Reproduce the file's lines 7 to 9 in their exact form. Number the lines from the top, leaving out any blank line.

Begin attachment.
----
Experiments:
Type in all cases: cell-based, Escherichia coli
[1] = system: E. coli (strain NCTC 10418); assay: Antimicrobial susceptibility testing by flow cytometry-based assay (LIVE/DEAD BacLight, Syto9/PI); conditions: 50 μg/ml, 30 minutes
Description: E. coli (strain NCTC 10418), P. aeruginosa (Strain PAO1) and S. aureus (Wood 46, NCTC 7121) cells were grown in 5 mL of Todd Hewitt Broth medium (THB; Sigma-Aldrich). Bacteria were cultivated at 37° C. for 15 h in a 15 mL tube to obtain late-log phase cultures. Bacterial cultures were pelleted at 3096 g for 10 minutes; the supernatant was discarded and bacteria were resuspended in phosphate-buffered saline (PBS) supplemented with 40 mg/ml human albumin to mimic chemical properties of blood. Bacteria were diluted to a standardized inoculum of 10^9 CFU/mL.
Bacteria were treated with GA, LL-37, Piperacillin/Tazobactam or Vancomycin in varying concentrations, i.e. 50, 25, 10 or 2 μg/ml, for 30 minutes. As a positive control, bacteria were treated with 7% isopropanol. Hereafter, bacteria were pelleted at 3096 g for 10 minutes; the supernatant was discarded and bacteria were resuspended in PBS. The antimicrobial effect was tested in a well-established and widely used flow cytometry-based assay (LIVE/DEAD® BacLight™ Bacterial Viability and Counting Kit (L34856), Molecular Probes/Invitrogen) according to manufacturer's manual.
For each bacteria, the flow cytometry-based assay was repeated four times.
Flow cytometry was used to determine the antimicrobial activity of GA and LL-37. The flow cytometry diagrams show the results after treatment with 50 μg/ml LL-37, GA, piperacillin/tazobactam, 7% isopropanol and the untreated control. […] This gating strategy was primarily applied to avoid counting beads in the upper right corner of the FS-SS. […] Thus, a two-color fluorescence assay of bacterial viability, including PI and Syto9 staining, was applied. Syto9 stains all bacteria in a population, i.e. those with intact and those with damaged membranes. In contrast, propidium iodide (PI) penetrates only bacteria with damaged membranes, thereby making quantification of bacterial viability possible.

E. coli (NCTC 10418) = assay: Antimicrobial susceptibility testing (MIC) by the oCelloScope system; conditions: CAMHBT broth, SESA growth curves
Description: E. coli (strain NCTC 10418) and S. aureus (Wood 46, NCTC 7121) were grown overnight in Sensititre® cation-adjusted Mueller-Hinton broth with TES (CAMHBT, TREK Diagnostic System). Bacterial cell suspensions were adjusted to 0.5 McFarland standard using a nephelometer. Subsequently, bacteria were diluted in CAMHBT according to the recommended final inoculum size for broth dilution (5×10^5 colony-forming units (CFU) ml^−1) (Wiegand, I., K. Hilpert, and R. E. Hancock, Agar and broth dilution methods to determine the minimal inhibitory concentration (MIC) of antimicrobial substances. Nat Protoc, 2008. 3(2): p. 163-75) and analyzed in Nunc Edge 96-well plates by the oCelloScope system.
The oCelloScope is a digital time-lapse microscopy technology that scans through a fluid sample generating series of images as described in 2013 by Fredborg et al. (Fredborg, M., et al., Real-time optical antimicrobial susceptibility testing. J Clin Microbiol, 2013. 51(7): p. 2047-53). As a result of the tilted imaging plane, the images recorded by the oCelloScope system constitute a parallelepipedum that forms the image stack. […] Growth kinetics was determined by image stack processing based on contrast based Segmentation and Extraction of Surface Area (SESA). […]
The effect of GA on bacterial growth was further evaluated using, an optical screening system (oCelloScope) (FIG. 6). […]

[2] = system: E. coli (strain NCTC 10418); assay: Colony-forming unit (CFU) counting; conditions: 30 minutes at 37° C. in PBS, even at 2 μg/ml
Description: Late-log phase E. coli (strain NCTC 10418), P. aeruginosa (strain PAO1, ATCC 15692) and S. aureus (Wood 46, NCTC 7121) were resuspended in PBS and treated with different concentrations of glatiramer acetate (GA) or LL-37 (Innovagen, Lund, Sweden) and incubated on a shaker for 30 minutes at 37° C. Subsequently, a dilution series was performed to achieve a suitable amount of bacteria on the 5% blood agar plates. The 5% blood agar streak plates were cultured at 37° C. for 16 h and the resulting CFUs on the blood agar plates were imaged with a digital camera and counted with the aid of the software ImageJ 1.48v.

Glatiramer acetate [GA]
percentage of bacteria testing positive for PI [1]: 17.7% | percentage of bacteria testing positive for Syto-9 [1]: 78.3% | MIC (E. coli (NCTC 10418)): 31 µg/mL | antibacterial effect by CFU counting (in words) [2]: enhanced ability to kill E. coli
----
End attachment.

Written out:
Flow cytometry was used to determine the antimicrobial activity of GA and LL-37. The flow cytometry diagrams show the results after treatment with 50 μg/ml LL-37, GA, piperacillin/tazobactam, 7% isopropanol and the untreated control. […] This gating strategy was primarily applied to avoid counting beads in the upper right corner of the FS-SS. […] Thus, a two-color fluorescence assay of bacterial viability, including PI and Syto9 staining, was applied. Syto9 stains all bacteria in a population, i.e. those with intact and those with damaged membranes. In contrast, propidium iodide (PI) penetrates only bacteria with damaged membranes, thereby making quantification of bacterial viability possible.

E. coli (NCTC 10418) = assay: Antimicrobial susceptibility testing (MIC) by the oCelloScope system; conditions: CAMHBT broth, SESA growth curves
Description: E. coli (strain NCTC 10418) and S. aureus (Wood 46, NCTC 7121) were grown overnight in Sensititre® cation-adjusted Mueller-Hinton broth with TES (CAMHBT, TREK Diagnostic System). Bacterial cell suspensions were adjusted to 0.5 McFarland standard using a nephelometer. Subsequently, bacteria were diluted in CAMHBT according to the recommended final inoculum size for broth dilution (5×10^5 colony-forming units (CFU) ml^−1) (Wiegand, I., K. Hilpert, and R. E. Hancock, Agar and broth dilution methods to determine the minimal inhibitory concentration (MIC) of antimicrobial substances. Nat Protoc, 2008. 3(2): p. 163-75) and analyzed in Nunc Edge 96-well plates by the oCelloScope system.